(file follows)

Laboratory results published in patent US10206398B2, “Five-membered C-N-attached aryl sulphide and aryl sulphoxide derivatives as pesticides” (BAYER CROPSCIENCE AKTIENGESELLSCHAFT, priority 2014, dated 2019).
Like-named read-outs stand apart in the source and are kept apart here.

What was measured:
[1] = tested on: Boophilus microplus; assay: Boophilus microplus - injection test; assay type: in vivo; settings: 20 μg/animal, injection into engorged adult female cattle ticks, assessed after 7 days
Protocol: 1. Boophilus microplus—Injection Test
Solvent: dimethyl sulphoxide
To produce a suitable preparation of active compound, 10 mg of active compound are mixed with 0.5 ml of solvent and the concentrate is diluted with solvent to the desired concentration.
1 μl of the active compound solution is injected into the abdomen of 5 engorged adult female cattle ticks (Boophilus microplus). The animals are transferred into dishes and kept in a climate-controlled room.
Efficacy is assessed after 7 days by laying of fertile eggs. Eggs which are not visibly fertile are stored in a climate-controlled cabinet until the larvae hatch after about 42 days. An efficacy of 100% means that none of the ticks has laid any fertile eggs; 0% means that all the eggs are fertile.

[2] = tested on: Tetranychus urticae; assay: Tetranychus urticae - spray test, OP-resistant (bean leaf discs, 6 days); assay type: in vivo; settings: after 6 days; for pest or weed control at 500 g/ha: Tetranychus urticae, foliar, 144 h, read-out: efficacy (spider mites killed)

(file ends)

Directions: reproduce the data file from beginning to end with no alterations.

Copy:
Laboratory results published in patent US10206398B2, “Five-membered C-N-attached aryl sulphide and aryl sulphoxide derivatives as pesticides” (BAYER CROPSCIENCE AKTIENGESELLSCHAFT, priority 2014, dated 2019).
Like-named read-outs stand apart in the source and are kept apart here.

What was measured:
[1] = tested on: Boophilus microplus; assay: Boophilus microplus - injection test; assay type: in vivo; settings: 20 μg/animal, injection into engorged adult female cattle ticks, assessed after 7 days
Protocol: 1. Boophilus microplus—Injection Test
Solvent: dimethyl sulphoxide
To produce a suitable preparation of active compound, 10 mg of active compound are mixed with 0.5 ml of solvent and the concentrate is diluted with solvent to the desired concentration.
1 μl of the active compound solution is injected into the abdomen of 5 engorged adult female cattle ticks (Boophilus microplus). The animals are transferred into dishes and kept in a climate-controlled room.
Efficacy is assessed after 7 days by laying of fertile eggs. Eggs which are not visibly fertile are stored in a climate-controlled cabinet until the larvae hatch after about 42 days. An efficacy of 100% means that none of the ticks has laid any fertile eggs; 0% means that all the eggs are fertile.

[2] = tested on: Tetranychus urticae; assay: Tetranychus urticae - spray test, OP-resistant (bean leaf discs, 6 days); assay type: in vivo; settings: after 6 days; for pest or weed control at 500 g/ha: Tetranychus urticae, foliar, 144 h, read-out: efficacy (spider mites killed)